Yin Yoga Practice for Spring

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As we start to leave behind the darkness of winter and the green shoots start to appear from under the earth, we enter the season of the wood element in Traditional Chinese Medicine.

The meridians that are connected with the wood element are the Liver and Gallbladder - organs that are responsible for the body’s natural detoxification process.

After the stagnation of Winter, the earth goes through a transformation and so do we.

By stimulating the flow of chi around the body with a targeted Yin Yoga practice we can feel more energised and ready to make new plans, to shed our old layers and do some ‘spring cleaning’.

- Laura McDonald


The energy of Spring is upward and expansive, when our Wood element is in balance we can harness this energy to see through new plans and to make important decisions.

When our wood element is out of balance this upward energy can give rise to mood swings, frustrations and anger outbursts. We can be over controlling and seeking perfection.

In an opening 5 minute meditation (in any comfortable sitting position), we can simply allow the breath, without the need to control or perfect, simply letting the breath find it’s own rhythm. Let thoughts and feelings move through you, without adding any drama. Notice when thoughts and feelings come up, let them go, returning to the breath.


The Liver channel runs from the big toe, up the inner seam of the leg, up through the groin and pelvis and into the abdomen, so any poses that create a groin stretch will help to harmonise the flow of chi along this channel.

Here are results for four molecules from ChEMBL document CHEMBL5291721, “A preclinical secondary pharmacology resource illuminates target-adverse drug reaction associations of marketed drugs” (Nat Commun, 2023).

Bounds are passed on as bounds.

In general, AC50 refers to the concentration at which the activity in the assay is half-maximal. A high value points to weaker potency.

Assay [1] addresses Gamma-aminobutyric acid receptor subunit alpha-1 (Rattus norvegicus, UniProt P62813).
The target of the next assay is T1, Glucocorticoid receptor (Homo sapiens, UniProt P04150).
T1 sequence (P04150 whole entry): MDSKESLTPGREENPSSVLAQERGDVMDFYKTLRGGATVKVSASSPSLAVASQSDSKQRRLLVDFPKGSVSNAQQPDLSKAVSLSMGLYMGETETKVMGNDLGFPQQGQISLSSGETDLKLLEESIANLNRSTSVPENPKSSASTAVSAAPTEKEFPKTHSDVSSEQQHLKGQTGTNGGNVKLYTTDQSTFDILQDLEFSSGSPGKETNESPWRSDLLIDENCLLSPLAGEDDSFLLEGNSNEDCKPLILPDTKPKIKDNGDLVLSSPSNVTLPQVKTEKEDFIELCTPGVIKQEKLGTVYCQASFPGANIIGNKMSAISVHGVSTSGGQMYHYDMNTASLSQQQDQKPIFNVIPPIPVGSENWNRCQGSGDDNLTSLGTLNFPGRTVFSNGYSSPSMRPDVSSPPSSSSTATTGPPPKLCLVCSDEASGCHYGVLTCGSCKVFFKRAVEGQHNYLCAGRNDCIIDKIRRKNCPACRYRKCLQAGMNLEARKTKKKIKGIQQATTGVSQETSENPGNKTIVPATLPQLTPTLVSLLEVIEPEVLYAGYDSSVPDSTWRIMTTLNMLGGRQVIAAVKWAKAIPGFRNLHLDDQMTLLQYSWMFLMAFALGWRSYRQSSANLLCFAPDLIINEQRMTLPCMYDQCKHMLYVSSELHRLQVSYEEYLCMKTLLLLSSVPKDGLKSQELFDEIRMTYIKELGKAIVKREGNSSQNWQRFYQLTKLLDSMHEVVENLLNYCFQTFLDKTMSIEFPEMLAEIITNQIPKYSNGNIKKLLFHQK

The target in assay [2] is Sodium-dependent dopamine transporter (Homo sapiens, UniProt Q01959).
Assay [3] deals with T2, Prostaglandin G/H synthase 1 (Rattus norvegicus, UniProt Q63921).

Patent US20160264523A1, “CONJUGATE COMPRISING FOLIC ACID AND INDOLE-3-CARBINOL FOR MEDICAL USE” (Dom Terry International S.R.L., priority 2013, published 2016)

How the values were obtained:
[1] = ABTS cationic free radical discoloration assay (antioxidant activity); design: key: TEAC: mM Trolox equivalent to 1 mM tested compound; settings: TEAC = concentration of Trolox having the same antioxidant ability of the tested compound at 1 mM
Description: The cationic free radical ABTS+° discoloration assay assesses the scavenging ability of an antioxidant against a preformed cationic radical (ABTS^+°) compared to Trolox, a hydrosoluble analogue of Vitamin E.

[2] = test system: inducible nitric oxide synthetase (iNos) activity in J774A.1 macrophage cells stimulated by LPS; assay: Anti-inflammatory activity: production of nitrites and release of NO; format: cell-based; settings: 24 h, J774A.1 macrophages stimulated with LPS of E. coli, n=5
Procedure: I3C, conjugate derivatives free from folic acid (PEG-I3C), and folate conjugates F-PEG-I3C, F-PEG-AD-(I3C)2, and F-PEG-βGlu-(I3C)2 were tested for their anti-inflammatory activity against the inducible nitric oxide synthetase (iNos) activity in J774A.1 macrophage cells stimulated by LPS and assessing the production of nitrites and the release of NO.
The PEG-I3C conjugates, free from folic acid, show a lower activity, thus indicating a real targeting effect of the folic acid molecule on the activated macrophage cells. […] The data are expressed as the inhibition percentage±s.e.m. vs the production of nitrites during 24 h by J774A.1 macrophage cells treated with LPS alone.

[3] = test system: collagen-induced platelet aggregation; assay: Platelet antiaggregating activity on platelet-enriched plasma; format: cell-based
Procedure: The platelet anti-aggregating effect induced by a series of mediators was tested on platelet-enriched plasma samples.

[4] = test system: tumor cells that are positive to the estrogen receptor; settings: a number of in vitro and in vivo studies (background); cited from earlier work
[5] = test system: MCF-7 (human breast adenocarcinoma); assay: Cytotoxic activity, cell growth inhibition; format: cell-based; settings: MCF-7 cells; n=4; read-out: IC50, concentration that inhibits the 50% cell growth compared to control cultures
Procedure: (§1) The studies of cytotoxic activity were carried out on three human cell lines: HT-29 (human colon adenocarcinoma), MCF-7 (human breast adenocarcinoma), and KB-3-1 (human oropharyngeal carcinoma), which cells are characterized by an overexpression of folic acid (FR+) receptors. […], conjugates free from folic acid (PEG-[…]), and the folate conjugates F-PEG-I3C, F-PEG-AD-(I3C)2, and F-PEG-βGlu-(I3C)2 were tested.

The three principles of Yin Yoga
1. Play your edge
2. Find Stillness
3. Hold for time

You can take the knees as wide as you like until you feel a tug on the groin area. You can rest the forehead on a block or cushion if it doesn’t reach the floor.

After 3-5 minutes in wide-legged child’s pose, you might like to experiment by taking the feet wider, into Frog pose. Working with your own unique anatomy, the pose is correct when you feel sensation in the groin area.


Next we focus our attention on the Gallbladder channel, which starts at the outer corner of the eye and goes around the ear and the side of the head, running down the back of the neck, across the shoulder before making a zig-zag down the side of the body, the side of the hip and buttocks, the outer side of the thigh and leg before ending at the fourth toe.

The shoelace pose targets the glutes, so we might feel it at the side of the hip, around the buttocks and also the area from the hip to the knee, the IT band.

This version of the shoelace with one knee stacked on top of the other does not work for everyone. Feel free to ‘loosen’ the shoelace by bringing one shin in front of the other.
As you fold forward the sensation should be in the glutes, especially on the leg that is on top or in front but some people do feel sensation on both sides.

Hold for 3 minutes on each side (it’s nice to take some time in between sides to relax and feel the rebound of the pose)


Because the Gallbladder channel runs along the side body, a side body stretch is a nice addition. You can do this in the shoelace pose or in any seated position.

This feels a bit more Yang, a bit more muscular, so you might only hold this for up to a minute on each side.


These reclining poses are another great way to target the glutes. Which is your best glute stretch?

Have a play around and experiment to find which one works for you. Remember to do both sides, perhaps taking time to relax in between the sides




Back to the target area of the groin, which one of these gives you the best groin stretch? It’s also possible that you will feel a sensation around the hamstring area.